An ISO/IEC standard: 10744:1997, Hypermedia/Time-based Structuring Language.
A mechanism for encoding hyperlinks and other multimedia structures in XML
Enables association of metadata with a link.
Enables creation of links that reside in a location separate from the linked resources ( extended links ).
Enables creation of both unidirectional and bi-directional links.
Enables creation of links among more than two resources.
Enables linking of anything to anything (not just XML-to-XML).
A way to do sophisticated, indirect addressing.
- Enables management of links during authoring through use of indirect addressing.
- Provides standard syntax and semantics for hyperlink representation.
- Can define links over information in any format, including linking XML to non-XML data and non-XML data to non-XML data.
- Can be directly translated to Xlink for online delivery.
- Eliminates need to reinvent linking structures for XML document types.
- Applications can use generic HyTime processors to support link processing.
How HyTime Works:
HyTime is an application of SGML/XML. In simple terms, HyTime defines a set of element types that you can use with your existing XML document types to provide hyperlinking and other facilities in a standardized way.
In other words, HyTime effectively extends XML by defining a standard set of facilities for doing hypertext and multimedia presentations.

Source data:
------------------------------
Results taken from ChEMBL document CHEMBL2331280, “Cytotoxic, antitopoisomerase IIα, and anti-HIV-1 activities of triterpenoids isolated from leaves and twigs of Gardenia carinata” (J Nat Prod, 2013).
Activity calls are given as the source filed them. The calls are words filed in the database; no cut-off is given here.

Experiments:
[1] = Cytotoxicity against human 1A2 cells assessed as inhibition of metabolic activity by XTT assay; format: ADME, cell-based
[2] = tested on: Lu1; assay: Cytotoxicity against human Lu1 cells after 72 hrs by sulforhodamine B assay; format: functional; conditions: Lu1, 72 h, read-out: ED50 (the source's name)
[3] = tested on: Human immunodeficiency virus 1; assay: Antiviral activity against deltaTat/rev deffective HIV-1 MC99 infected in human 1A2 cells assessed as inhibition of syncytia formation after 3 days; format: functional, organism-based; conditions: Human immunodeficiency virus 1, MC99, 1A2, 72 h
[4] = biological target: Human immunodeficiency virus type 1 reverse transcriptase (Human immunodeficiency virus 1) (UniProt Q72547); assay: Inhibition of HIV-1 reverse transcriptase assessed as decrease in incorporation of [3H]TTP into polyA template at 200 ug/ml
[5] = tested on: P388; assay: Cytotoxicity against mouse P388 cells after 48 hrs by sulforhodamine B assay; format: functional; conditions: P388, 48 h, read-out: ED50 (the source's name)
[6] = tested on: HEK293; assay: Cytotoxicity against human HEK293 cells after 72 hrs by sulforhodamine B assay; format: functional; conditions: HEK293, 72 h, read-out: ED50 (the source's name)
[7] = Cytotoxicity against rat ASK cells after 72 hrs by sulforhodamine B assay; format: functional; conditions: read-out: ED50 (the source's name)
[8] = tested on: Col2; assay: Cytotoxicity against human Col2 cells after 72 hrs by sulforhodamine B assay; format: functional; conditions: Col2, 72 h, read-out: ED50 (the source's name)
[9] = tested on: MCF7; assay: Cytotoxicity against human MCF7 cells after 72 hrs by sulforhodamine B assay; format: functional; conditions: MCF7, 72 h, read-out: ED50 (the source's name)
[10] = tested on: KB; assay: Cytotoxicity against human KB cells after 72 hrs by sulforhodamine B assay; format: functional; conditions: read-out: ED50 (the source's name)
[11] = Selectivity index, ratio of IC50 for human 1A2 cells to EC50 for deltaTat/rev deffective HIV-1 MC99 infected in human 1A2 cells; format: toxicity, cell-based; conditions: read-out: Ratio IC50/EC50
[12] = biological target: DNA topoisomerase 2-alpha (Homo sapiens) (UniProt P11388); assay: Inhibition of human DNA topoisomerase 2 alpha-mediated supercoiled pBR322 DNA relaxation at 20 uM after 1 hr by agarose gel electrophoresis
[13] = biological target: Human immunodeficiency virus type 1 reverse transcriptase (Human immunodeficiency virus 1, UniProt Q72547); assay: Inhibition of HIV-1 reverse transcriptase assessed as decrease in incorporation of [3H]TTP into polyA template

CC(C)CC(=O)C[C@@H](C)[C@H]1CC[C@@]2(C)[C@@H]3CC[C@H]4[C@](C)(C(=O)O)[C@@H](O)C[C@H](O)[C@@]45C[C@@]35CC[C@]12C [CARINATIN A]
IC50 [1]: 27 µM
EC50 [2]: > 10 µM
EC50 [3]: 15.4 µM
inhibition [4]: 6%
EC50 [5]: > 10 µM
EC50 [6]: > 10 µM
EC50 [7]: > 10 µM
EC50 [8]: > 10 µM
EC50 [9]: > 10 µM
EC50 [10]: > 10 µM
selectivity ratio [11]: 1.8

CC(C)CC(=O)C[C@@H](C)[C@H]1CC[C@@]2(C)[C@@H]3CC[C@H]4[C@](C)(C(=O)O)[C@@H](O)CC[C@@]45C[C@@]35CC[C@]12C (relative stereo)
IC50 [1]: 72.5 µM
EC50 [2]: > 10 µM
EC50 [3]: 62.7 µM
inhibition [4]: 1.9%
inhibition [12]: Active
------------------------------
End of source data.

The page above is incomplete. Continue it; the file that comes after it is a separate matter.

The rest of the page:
HyTime does not compete with or change XML in any way—it simply builds on the basic facilities XML provides. In particular, HyTime provides the following hypertext-related facilities:
A general model of hyperlinks and syntax for hyperlink representation using XML elements. This is much more than simple ID/IDREF or HTML <A> links.
Facilities for addressing things other than elements with IDs in the local document: cross-document ID refs, references to elements without IDs, references to data characters, or references to multiple objects at once.
These are facilities that all hypertext applications need. HyTime provides a general and robust mechanism for adding them to SGML documents and SGML processing applications. HyTime can also be integrated with other mechanisms, such as HTTP URLs and XPointers.
Technically, HyTime is an "enabling architecture". In particular, rather than defining element types that must be used directly in a DTD, it provides a set of "meta-element types" that serve as templates or supertypes from which element types are derived with their own element type names and specialized attributes. As long as the element types conform to the minimum requirements of the HyTime-defined meta-element types ("architectural forms"), a HyTime-aware processor will be able to provide HyTime-related services, such as finding the anchors of hyperlinks.
HyTime is similar to XLink. They both provide essentially the same linking structures and semantics. The primary difference between HyTime and XLink, besides a few unimportant syntax differences, is that XLInk does not provide any form of indirect addressing, while HyTime provides a rich set of indirect addressing mechanisms. This difference is a direct result of XLink's design for Web delivery—in Web delivery, indirect addressing would be, at best, very expensive to process, and in some cases impossible. This lack of indirection makes it difficult to use XLink for authoring because link management mechanisms depend on indirection. This suggests that HyTime is most appropriate for authoring systems, while Xlink is most appropriate for Web-based delivery. Because HyTime and XLink have essentially identical abstract linking models, it is relatively easy to translate from HyTime based links to XLink-based links.